Estuary Blueprint August 2019 Newsletter
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Hello, Estuary Champions! This newsletter is your quarterly update on implementation progress of Estuary  Blueprint tasks and actions as well as useful information about project successes from across the Estuary. 
In This Issue

14th Biennial State of the Estuary Conference

On October 21-22, the Estuary Partnership hosted the biennial State of the Estuary Conference. Over 800 people attended the two-day conference held at the Scottish Rite Center along the shores of Lake Merritt in Oakland. The conference webpages have been updated with videos and photos of the event, as well as an announcement of the student poster awardees, the Jean Auer Environmental awardee, the Outstanding Environmental Project and Creative Environmental Project awardees, and other highlights. 

View the conference summary video

Maven’s Notebook provides excellent additional coverage of select presentations, for those who missed them:

Drone demonstration by Pete Kauhanen (SFEI) at the conference (photo: Noah Berger)
Video excerpts of the conference can be found here and here, and also on our Facebook page.

2019 State of the Estuary 
Report Released

Concurrent with the opening day of the State of the Estuary Conference on October 21, we released the 2019 State of the Estuary Report. This year’s report includes status and trends on urban water conservation, fish, freshwater flows, tidal marshes and beneficial floods. In addition, the report looks at “emerging indicators”; measures of landscape and community resilience across the Estuary, including vulnerabilities in terms of lands at and below sea level that are protected by berms and levees, and the resilience of our shorelines as measured by fully developed and engineered shorelines to fully nature-based wetland shores. The report also notes the human health benefits of access to green space and nature.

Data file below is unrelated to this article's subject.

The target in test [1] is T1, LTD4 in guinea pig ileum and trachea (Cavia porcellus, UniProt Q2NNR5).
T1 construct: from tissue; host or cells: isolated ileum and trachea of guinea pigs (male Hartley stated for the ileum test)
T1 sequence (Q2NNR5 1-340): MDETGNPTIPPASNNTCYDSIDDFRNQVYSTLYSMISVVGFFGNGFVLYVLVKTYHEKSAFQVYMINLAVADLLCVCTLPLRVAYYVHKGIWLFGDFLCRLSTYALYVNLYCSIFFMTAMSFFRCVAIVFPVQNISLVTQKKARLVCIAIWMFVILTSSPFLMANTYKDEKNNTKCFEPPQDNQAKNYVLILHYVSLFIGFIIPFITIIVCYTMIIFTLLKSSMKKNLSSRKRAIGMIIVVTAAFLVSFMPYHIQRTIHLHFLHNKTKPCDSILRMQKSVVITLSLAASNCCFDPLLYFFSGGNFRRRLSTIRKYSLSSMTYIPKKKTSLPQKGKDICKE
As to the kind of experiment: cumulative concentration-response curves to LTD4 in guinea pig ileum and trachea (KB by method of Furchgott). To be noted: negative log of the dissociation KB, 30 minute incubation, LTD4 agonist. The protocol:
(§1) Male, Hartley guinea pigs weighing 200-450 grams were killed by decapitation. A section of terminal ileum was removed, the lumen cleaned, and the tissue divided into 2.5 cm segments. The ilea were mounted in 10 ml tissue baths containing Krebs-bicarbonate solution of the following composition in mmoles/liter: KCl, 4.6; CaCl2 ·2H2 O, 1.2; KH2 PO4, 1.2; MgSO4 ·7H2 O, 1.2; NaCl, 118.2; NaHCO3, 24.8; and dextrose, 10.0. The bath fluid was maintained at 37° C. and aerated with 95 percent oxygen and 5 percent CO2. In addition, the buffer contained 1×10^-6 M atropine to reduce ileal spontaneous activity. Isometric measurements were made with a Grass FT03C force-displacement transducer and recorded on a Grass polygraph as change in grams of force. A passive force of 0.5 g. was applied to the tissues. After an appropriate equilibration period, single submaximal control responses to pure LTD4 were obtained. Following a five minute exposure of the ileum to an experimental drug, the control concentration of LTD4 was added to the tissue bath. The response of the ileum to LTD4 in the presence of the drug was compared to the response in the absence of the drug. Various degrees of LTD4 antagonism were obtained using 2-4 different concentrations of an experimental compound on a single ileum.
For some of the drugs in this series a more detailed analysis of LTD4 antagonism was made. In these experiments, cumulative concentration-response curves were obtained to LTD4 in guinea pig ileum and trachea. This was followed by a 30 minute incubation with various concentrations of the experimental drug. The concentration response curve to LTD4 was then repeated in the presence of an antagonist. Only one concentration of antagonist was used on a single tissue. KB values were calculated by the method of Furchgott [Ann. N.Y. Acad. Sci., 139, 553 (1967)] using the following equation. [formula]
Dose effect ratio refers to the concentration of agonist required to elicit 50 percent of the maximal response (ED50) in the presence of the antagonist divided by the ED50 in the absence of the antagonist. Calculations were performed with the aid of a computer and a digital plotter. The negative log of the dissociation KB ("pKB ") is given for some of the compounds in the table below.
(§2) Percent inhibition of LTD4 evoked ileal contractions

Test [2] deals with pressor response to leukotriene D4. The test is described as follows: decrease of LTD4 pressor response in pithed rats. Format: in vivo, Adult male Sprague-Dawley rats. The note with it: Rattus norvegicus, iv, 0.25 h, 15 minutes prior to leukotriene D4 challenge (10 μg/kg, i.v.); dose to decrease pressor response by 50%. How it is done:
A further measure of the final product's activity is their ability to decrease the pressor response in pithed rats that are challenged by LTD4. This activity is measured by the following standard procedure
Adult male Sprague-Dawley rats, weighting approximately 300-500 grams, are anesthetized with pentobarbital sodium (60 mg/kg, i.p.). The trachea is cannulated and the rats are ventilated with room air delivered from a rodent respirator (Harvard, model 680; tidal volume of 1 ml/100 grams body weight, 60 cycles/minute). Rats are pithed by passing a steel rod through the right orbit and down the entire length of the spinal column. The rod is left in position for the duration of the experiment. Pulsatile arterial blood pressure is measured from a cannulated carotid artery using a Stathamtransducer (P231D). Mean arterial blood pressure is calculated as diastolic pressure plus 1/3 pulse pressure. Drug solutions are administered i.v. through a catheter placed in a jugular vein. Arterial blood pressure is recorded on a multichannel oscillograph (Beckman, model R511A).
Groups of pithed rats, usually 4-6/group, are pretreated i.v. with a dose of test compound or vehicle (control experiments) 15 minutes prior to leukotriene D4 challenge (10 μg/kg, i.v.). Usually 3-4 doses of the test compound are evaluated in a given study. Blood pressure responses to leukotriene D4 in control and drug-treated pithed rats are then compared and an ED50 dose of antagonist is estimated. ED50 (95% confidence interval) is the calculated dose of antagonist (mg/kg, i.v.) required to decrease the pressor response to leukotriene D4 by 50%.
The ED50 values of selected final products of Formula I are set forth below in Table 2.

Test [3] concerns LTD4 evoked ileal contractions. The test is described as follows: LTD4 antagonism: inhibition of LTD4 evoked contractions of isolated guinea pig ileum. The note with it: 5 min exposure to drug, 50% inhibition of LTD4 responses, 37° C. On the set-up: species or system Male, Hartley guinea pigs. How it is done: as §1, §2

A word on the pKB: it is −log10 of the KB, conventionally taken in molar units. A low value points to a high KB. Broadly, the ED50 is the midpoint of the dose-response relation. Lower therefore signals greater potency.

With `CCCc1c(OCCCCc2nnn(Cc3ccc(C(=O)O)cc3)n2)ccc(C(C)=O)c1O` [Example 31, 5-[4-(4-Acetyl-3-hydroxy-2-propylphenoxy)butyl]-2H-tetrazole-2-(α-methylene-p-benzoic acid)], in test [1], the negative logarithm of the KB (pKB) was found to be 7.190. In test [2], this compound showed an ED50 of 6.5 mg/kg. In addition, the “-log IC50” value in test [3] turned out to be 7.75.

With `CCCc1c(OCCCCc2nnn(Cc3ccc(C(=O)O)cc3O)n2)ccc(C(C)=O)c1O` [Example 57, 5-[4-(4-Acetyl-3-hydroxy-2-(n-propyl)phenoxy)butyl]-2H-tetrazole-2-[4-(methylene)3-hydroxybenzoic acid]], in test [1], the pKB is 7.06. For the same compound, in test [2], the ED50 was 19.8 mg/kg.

You can hear from some of the authors themselves as part of our report playlist on YouTube.

Thank you to our partners at the San Francisco Estuary Institute who took on the lead scientist and overall science coordination roles, and the Delta Stewardship Council as a key funder and Steering Committee member. A full list of credits and acknowledgements, including contributing scientists and Steering Committee members, can be found in the report and on the website.

San Pablo Avenue Green Stormwater Spine Breaks Ground!

After many years of planning, raising funds, and moving through an array of challenges, the San Pablo Avenue Green Stormwater Spine project broke ground on September 23rd in Berkeley!  The Berkeley site groundbreaking was covered in several media outlets, including a lengthy article in Berkeleyside. This is the first of 4 planned landscape-based stormwater treatment retrofits to be completed along East Bay’s San Pablo Ave in the cities of Oakland, Emeryville, Berkeley, and El Cerrito.

The Oakland site groundbreaking was on November 18th with the remaining 2 sites to go forward after East Bay Municipal Utility District completes its relocation of waterlines. The completed project will cumulatively treat 6 acres of impervious surface runoff.

Congratulations to Project Manager Josh Bradt who with focused determination and considerable creative problem solving was able to keep this innovative project afloat for the many years it took before it finally broke ground. For more information contact Josh Bradt (

SF Bay Wetland Regional Monitoring Program Milestone